On Sunday morning, 16 September, which is the final day of the workshop, we'll be holding a public Board meeting, followed by a session led by Becky Burr aimed at reviewing the results of the Board's 360-degree review.

On Sunday afternoon, Maarten Botterman will start by leading a session where the Board will finalize its FY19 operational priorities, building on the progress made during our Panama City workshop. Becky will then join him to lead our ongoing discussion about disbursement mechanisms for auction proceeds, as well as providing an update on current community work and the planned initial report from the Cross-Community Working Group on Auction Proceeds. We'll finish off the workshop with a closed Board session, where Becky and myself will be shepherding a discussion regarding the Board's leadership roles, as well as the slates for the various committees and working groups, in preparation for the Annual General Meeting in Barcelona.

As I said, we have got quite a lot to cover and discuss, but I'm positive this will be yet another successful and fruitful Board workshop.


    Domain Name System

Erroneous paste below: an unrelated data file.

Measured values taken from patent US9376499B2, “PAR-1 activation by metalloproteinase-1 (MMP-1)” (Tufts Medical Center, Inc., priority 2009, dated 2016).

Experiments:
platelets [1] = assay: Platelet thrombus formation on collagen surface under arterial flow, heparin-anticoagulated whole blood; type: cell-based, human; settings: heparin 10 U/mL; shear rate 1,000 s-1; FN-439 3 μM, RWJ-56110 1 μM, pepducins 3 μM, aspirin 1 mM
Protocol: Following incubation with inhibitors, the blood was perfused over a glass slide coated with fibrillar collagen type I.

Internationalized Domain Name ,IDN,"IDNs are domain names that include characters used in the local representation of languages that are not written with the twenty-six letters of the basic Latin alphabet ""a-z"". An IDN can contain Latin letters with diacritical marks, as required by many European languages, or may consist of characters from non-Latin scripts such as Arabic or Chinese. Many languages also use other types of digits than the European ""0-9"". The basic Latin alphabet together with the European-Arabic digits are, for the purpose of domain names, termed ""ASCII characters"" (ASCII = American Standard Code for Information Interchange). These are also included in the broader range of ""Unicode characters"" that provides the basis for IDNs. The ""hostname rule"" requires that all domain names of the type under consideration here are stored in the DNS using only the ASCII characters listed above, with the one further addition of the hyphen ""-"". The Unicode form of an IDN therefore requires special encoding before it is entered into the DNS. The following terminology is used when distinguishing between these forms: A domain name consists of a series of ""labels"" (separated by ""dots""). The ASCII form of an IDN label is termed an ""A-label"". All operations defined in the DNS protocol use A-labels exclusively. The Unicode form, which a user expects to be displayed, is termed a ""U-label"". The difference may be illustrated with the Hindi word for ""test"" — परीका — appearing here as a U-label would (in the Devanagari script). A special form of ""ASCII compatible encoding"" (abbreviated ACE) is applied to this to produce the corresponding A-label: xn--11b5bs1di. A domain name that only includes ASCII letters, digits, and hyphens is termed an ""LDH label"". Although the definitions of A-labels and LDH-labels overlap, a name consisting exclusively of LDH labels, such as"""" is not an IDN."